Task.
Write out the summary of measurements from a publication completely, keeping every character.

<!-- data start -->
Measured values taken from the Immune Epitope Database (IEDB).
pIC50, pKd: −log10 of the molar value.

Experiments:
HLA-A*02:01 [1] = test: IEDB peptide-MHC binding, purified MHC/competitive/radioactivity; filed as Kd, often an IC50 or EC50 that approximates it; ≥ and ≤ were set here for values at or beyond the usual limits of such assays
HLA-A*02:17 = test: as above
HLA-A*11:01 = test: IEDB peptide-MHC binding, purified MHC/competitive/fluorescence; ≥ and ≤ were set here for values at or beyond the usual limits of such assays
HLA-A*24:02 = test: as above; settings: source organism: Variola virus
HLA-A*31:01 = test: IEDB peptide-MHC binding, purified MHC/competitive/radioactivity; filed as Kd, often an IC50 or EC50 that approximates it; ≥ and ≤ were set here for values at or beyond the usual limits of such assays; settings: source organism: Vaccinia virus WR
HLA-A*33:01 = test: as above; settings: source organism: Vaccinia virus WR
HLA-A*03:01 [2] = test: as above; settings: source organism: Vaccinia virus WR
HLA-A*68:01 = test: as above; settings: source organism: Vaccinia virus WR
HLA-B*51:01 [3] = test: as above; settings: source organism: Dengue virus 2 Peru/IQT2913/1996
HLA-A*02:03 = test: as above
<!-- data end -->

Measured values taken from the Immune Epitope Database (IEDB).
pIC50, pKd: −log10 of the molar value.

Experiments:
HLA-A*02:01 [1] = test: IEDB peptide-MHC binding, purified MHC/competitive/radioactivity; filed as Kd, often an IC50 or EC50 that approximates it; ≥ and ≤ were set here for values at or beyond the usual limits of such assays
HLA-A*02:17 = test: as above
HLA-A*11:01 = test: IEDB peptide-MHC binding, purified MHC/competitive/fluorescence; ≥ and ≤ were set here for values at or beyond the usual limits of such assays
HLA-A*24:02 = test: as above; settings: source organism: Variola virus
HLA-A*31:01 = test: IEDB peptide-MHC binding, purified MHC/competitive/radioactivity; filed as Kd, often an IC50 or EC50 that approximates it; ≥ and ≤ were set here for values at or beyond the usual limits of such assays; settings: source organism: Vaccinia virus WR
HLA-A*33:01 = test: as above; settings: source organism: Vaccinia virus WR
HLA-A*03:01 [2] = test: as above; settings: source organism: Vaccinia virus WR
HLA-A*68:01 = test: as above; settings: source organism: Vaccinia virus WR
HLA-B*51:01 [3] = test: as above; settings: source organism: Dengue virus 2 Peru/IQT2913/1996
HLA-A*02:03 = test: as above